Take “Bikini Bottom,” a languid trap tune about his antisocial tendencies set over a sleepy rolling bass line, sun-baked synths, and SpongeBob SquarePants samples. Not necessarily the first recipe you’d consider when whipping up a tune, but the stylistic salad that results is brilliant and hard to get out of your head (as well as a perfect lighters-in-the-air festival anthem). This festival season Matthews will likely be premiering material from his next LP, Greyneon, due out in June—so beyond his fun, off-kilter live show, expect to hear lots of new genre-defying experimentations too. KS

Performing at: Upstream, Big BLDG Bash, Block Party at the Station

:: Jason McCue

Jason McCue was an unlikely candidate for a multi-fest draw at the beginning of this year. A recent transplant from Pennsylvania, the scruffy, skinny Seattleite, then 20, was accustomed to playing house shows where his age wasn’t a factor and his ballads—imaginative, sometimes blistering, and always a little ragged—felt at home. He had actually never played in a proper venue until qualifying for the semifinals of the Sound Off! underage battle of the bands at MoPop. Once onstage there, though, McCue was transfixing, singlehandedly breathing life back into the Seattle singer/songwriter scene, which has grown somewhat stale since the peak of the new-folk movement six years ago.

McCue, outfitted with only an acoustic guitar, an ear for melody, and a sardonic sensibility, went on to win the competition over a bunch of other acts that actually qualify as “bands.” Part of his reward is a spot at the Timber Outdoor Music Festival and Bumbershoot, and if his performance at Sound Off! is any indication, McCue should shine before an unknowing crowd. Those lucky enough to see him perform will find something wholly different than the over-earnest pleadings of Seattle’s recent folk past. He is an animated performer with an elastic voice and a knack for a cutting lyric, a prankster in the vein of the late, great Phil Ochs, and an artist you will not soon forget. MB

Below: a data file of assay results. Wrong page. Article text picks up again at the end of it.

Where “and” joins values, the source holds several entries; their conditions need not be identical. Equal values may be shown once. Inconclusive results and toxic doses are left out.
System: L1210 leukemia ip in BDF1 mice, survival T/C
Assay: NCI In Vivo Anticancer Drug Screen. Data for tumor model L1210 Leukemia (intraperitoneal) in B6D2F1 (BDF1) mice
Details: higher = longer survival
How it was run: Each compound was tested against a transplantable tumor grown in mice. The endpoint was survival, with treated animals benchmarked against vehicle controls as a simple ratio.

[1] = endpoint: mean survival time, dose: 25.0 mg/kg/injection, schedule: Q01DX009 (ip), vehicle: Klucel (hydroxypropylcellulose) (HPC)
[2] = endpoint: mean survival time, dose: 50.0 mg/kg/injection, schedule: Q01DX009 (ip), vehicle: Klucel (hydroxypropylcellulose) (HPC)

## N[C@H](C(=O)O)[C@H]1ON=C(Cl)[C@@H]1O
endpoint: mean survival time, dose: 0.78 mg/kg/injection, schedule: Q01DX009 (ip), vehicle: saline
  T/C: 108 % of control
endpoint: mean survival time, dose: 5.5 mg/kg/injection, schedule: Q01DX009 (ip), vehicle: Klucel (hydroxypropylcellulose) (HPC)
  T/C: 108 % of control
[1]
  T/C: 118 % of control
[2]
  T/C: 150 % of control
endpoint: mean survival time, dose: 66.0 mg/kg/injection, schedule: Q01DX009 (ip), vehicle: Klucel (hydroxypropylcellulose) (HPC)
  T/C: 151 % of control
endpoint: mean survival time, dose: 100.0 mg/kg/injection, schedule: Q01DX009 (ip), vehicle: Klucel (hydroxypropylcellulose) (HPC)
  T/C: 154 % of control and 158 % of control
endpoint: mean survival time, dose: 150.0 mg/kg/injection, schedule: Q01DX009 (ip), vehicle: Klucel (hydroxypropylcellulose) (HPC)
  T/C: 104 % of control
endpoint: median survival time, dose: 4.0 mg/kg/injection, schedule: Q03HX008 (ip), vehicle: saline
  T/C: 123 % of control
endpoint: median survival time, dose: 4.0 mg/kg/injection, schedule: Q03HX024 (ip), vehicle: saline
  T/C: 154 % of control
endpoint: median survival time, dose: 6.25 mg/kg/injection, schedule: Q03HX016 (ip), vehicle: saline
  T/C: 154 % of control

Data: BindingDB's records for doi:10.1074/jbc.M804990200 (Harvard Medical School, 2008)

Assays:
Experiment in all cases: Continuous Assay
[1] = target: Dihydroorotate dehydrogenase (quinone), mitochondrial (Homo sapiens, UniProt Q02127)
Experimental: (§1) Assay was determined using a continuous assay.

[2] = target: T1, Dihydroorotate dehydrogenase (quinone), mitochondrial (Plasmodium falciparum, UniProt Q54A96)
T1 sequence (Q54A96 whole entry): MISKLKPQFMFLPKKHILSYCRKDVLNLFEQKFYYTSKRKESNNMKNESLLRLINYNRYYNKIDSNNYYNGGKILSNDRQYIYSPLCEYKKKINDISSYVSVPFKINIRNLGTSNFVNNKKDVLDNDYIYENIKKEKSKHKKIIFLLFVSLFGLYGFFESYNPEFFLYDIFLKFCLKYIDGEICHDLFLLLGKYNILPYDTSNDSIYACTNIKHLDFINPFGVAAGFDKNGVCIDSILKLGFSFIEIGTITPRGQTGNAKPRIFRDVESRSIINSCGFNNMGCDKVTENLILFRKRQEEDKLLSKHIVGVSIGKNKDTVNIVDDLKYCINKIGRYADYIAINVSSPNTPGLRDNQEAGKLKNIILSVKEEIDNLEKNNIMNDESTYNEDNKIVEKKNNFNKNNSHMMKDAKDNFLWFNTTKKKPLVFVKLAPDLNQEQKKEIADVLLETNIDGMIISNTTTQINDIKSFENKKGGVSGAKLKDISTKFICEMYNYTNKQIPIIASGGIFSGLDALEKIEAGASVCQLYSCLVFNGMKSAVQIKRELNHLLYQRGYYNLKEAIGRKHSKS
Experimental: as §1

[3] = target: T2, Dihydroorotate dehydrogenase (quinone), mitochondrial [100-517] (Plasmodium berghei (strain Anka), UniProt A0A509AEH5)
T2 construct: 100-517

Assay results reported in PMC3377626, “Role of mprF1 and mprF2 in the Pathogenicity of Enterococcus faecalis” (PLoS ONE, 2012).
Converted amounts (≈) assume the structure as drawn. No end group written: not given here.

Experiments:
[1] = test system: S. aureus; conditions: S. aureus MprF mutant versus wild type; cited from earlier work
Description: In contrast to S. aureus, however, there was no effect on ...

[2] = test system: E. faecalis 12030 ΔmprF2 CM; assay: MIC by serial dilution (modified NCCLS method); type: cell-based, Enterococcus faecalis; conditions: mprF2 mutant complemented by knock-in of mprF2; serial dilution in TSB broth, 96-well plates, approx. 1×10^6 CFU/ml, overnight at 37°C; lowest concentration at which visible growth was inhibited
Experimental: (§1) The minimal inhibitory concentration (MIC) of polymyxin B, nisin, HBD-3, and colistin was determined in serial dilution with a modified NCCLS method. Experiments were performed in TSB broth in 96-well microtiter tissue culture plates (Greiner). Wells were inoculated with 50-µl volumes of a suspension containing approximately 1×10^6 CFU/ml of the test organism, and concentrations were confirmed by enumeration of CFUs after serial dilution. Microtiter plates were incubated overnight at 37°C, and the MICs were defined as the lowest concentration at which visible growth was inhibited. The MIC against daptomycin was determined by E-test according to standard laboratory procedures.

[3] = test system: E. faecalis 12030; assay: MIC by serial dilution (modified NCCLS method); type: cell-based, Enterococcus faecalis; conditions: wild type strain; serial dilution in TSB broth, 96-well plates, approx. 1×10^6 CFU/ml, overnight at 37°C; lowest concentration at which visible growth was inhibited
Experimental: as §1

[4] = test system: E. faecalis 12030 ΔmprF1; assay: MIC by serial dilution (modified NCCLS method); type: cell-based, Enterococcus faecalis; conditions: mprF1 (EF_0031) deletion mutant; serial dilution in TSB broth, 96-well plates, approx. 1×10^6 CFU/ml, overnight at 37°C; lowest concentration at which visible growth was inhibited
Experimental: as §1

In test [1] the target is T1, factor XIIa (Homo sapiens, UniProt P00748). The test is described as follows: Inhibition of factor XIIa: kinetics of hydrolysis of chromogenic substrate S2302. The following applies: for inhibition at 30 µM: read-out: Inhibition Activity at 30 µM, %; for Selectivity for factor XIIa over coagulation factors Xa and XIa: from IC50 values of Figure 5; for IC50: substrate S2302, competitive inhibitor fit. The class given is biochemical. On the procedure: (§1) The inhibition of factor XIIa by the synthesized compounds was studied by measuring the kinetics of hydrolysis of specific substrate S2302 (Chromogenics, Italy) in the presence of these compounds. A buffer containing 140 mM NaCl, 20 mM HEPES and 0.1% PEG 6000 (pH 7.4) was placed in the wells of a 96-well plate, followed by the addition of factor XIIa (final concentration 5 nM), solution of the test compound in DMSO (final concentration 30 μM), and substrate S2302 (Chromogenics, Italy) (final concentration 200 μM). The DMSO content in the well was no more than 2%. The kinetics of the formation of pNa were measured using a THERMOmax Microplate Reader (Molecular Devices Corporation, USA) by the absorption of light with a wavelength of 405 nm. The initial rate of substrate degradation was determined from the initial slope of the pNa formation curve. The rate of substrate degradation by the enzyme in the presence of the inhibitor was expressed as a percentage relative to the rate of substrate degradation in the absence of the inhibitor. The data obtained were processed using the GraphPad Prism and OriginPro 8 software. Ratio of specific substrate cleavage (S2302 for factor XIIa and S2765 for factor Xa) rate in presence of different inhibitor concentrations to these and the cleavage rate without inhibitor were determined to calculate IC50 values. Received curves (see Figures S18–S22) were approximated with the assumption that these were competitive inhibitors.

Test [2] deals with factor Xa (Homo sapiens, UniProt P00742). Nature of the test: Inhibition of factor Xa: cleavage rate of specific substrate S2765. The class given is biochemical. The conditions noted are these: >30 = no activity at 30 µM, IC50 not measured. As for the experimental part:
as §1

Performing at: Timber!, Bumbershoot, Folklife

:: Sloucher

Befitting its slacker-esque moniker, Sloucher showed up just a little too late for last year’s festival season. The Seattle band celebrated the release of its inaugural EP, Certainty, at Rancho Bravo on Capitol Hill in the middle of last July, debuting a collection of songs as delightful and buoyant as a summer daydream. The band, consisting of members of Hibou, the Globes, and Telekinesis, taps into a rich vein of indie pop from the turn of the millennium, recalling in various moments the Shins, Elliott Smith, and Nada Surf—all shot through with the pleasantly light voice of Jay Clancy, Kyle Musselwhite’s tasteful guitar leads, and a walk-along beat.

The band has spent the winter honing its sound in Seattle clubs, capping the season with an appearance at Fisherman’s Village Music Festival in Everett and an opening slot for Guided by Voices during that legendary band’s Seattle and Portland dates. Along the way the band has solidified itself as the Next Big Thing, and almost a full year after debuting its music at a taco stand, it has secured some prime summer-festival slots, playing on the Barsuk Records showcase at Upstream and opening the mainstage at Sasquatch! Maybe Sloucher’s timing was perfect after all. MB

Performing at: Capitol Hill Block Party, Sasquatch, Upstream